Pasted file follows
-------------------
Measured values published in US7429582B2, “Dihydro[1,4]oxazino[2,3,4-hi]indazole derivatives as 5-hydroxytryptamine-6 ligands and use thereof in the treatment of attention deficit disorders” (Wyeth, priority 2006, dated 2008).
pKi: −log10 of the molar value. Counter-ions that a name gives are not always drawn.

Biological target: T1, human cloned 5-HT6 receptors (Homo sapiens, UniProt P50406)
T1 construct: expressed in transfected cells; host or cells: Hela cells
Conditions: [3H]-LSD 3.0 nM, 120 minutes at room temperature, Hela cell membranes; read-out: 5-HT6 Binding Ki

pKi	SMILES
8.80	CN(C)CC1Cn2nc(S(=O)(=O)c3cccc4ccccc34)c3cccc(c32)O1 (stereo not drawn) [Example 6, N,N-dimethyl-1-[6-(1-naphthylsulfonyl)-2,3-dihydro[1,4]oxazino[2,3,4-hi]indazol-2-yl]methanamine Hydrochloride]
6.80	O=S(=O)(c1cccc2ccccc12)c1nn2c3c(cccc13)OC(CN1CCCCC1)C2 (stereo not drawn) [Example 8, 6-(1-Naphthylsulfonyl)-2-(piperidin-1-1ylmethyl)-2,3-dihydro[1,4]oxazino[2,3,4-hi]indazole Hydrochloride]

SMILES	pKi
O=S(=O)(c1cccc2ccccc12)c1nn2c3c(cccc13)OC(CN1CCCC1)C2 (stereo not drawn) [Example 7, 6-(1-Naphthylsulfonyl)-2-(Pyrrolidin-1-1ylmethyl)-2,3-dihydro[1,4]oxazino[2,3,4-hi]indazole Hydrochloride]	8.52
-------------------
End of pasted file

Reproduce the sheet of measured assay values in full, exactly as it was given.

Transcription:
Measured values published in US7429582B2, “Dihydro[1,4]oxazino[2,3,4-hi]indazole derivatives as 5-hydroxytryptamine-6 ligands and use thereof in the treatment of attention deficit disorders” (Wyeth, priority 2006, dated 2008).
pKi: −log10 of the molar value. Counter-ions that a name gives are not always drawn.

Biological target: T1, human cloned 5-HT6 receptors (Homo sapiens, UniProt P50406)
T1 construct: expressed in transfected cells; host or cells: Hela cells
Conditions: [3H]-LSD 3.0 nM, 120 minutes at room temperature, Hela cell membranes; read-out: 5-HT6 Binding Ki

pKi	SMILES
8.80	CN(C)CC1Cn2nc(S(=O)(=O)c3cccc4ccccc34)c3cccc(c32)O1 (stereo not drawn) [Example 6, N,N-dimethyl-1-[6-(1-naphthylsulfonyl)-2,3-dihydro[1,4]oxazino[2,3,4-hi]indazol-2-yl]methanamine Hydrochloride]
6.80	O=S(=O)(c1cccc2ccccc12)c1nn2c3c(cccc13)OC(CN1CCCCC1)C2 (stereo not drawn) [Example 8, 6-(1-Naphthylsulfonyl)-2-(piperidin-1-1ylmethyl)-2,3-dihydro[1,4]oxazino[2,3,4-hi]indazole Hydrochloride]

SMILES	pKi
O=S(=O)(c1cccc2ccccc12)c1nn2c3c(cccc13)OC(CN1CCCC1)C2 (stereo not drawn) [Example 7, 6-(1-Naphthylsulfonyl)-2-(Pyrrolidin-1-1ylmethyl)-2,3-dihydro[1,4]oxazino[2,3,4-hi]indazole Hydrochloride]	8.52